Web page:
Baker & Taylor Argues that Longstreet was unfairly blamed for the defeat at Gettysburg
Blackwell North Amer General James Longstreet was Lee's senior lieutenant in the Army of Northern Virginia and the general whose conduct at the Battle of Gettysburg remains a topic of heated debate more than 130 years later. Longstreet first saw action in the Mexican War. He joined the Confederacy soon after the Civil War began and fought in nearly every campaign of Lee's army as well as in a major campaign in the Western theater. He led troops from the brigade to the corps level, at First and Second Manassas, Seven Pines, Seven Days, Antietam, Fredericksburg, Gettysburg, the Wilderness, and Petersburg. He scored a decisive victory at Chickamauga. And at war's end he stood alongside Lee at the surrender ceremony at Appomattox. Longstreet led the First Corps under Lee, outranking the better-known commander of the Second Corps, Stonewall Jackson. "Old Pete," as his soldiers called him, was a superb battlefield commander with great tactical skill. But he has long been blamed, especially in the South, for the crucial Confederate defeat at Gettysburg. Jeffry Wert argues that Longstreet opposed Lee's ill-fated frontal assault on July 3 and that, had Lee followed Longstreet s advice to take a more defensive posture, the battle might have turned out differently. After the war, Longstreet joined the Republican Party and became a political apostate in the South during the Reconstruction era. When he died in relative obscurity in 1904, only his old soldiers remembered him. This is the first full-scale biography of Longstreet in forty years, and it returns him to his position of central importance in the Civil War. Jeffry D. Wert's extensive research included unpublished memoirs, diaries, and letters from several archives.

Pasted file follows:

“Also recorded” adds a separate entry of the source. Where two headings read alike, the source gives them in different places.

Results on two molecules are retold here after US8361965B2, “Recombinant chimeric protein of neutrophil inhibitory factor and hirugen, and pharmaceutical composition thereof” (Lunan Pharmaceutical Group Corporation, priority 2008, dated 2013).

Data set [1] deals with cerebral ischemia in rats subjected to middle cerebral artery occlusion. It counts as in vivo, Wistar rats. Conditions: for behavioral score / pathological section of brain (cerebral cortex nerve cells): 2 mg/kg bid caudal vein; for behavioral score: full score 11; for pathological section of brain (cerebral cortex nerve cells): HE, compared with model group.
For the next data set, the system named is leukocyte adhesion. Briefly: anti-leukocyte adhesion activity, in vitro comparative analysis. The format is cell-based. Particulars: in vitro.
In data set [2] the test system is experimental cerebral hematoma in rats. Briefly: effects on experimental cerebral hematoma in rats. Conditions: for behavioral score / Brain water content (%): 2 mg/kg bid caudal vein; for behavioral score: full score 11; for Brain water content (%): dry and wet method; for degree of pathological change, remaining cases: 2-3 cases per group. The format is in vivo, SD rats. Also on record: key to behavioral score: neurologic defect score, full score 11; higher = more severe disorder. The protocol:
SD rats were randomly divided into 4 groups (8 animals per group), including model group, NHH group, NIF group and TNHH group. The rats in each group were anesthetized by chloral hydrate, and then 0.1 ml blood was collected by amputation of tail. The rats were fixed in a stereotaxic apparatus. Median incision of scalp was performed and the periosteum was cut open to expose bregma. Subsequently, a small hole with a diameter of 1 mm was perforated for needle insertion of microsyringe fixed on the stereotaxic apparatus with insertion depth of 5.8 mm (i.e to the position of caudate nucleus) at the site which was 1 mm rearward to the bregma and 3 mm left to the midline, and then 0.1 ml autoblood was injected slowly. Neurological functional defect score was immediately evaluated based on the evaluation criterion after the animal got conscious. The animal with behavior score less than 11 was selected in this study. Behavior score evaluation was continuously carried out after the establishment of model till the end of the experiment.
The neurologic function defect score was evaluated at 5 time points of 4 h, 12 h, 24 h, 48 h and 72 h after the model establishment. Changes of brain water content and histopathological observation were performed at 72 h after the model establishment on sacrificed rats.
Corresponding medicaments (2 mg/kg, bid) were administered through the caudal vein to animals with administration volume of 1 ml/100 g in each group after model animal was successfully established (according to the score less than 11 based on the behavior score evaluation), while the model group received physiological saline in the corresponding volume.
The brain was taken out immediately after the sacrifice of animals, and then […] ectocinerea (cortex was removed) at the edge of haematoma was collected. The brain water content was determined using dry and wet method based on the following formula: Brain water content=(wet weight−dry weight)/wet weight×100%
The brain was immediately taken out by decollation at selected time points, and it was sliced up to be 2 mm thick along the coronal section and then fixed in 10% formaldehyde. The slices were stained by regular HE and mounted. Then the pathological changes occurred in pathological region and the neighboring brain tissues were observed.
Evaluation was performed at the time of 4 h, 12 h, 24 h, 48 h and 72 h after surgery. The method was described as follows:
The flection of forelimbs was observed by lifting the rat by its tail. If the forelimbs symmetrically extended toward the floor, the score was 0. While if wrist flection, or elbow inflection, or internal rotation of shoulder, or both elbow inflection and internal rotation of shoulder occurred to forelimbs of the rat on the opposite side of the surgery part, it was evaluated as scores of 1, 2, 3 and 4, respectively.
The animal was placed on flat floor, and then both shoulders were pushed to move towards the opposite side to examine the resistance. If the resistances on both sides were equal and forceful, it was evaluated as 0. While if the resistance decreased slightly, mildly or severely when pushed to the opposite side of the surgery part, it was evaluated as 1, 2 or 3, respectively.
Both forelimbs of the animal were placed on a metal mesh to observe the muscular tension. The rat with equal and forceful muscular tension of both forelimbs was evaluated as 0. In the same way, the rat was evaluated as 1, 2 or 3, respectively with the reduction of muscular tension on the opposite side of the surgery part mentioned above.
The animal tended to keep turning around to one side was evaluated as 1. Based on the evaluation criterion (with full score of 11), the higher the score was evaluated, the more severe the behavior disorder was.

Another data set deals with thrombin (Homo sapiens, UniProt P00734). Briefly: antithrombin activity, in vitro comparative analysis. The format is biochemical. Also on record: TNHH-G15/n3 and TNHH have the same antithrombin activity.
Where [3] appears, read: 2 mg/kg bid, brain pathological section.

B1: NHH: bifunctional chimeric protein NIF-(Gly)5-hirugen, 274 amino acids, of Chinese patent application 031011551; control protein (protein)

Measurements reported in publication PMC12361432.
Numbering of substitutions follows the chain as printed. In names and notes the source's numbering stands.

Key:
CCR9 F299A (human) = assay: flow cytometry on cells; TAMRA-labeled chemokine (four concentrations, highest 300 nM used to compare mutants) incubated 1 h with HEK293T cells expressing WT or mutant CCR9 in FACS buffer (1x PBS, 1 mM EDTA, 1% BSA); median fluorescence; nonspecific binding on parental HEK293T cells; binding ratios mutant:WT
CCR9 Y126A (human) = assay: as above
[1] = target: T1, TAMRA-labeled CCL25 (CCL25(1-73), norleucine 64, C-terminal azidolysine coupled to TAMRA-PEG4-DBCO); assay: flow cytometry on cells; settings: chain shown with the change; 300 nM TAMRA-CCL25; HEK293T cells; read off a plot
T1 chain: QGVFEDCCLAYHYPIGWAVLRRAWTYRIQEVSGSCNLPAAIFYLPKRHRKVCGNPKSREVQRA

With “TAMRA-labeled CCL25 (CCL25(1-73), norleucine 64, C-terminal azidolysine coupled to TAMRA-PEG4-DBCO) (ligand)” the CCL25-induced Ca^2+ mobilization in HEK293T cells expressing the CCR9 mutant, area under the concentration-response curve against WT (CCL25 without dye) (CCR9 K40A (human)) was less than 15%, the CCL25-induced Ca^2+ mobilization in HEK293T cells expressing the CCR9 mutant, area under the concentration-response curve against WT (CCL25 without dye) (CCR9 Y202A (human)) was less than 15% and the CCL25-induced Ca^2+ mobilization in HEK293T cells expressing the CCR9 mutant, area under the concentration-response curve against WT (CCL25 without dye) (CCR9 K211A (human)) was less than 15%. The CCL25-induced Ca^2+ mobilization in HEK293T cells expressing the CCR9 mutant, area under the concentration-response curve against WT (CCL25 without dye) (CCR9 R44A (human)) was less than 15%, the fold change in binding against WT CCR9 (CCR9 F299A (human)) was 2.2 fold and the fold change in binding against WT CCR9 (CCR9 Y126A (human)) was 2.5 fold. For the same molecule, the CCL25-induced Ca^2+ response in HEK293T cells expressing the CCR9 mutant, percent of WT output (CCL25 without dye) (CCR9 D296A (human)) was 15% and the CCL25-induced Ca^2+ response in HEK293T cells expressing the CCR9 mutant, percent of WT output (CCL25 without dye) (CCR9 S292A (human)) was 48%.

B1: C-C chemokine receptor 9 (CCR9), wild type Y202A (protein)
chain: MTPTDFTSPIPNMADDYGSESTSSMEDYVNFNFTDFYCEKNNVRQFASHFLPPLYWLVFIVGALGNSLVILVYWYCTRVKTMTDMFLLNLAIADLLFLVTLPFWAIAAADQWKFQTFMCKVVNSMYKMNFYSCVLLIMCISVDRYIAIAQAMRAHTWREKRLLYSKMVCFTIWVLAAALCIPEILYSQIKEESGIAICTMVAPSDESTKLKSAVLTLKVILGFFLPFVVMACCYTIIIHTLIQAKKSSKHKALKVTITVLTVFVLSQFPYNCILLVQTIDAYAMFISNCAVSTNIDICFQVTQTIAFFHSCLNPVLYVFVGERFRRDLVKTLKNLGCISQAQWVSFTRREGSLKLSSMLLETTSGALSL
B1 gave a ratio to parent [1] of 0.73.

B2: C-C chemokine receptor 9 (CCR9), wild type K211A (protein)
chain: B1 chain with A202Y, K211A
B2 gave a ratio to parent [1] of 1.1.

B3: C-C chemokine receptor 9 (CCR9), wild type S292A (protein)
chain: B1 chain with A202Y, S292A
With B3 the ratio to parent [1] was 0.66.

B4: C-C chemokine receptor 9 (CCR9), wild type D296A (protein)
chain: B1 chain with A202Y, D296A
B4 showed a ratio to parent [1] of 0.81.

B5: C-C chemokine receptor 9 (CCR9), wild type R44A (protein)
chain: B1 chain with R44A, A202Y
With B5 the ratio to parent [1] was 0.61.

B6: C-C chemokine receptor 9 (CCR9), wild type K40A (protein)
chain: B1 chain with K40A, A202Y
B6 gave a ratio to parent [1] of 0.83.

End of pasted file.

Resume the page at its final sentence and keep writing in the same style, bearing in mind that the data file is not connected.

Baker & Taylor The author of Mosby's Rangers shatters traditional views of the Gettysburg defeat in a revealing examination of the commander of the Confederacy's First Corps, featuring letters and unpublished Southern archive materials.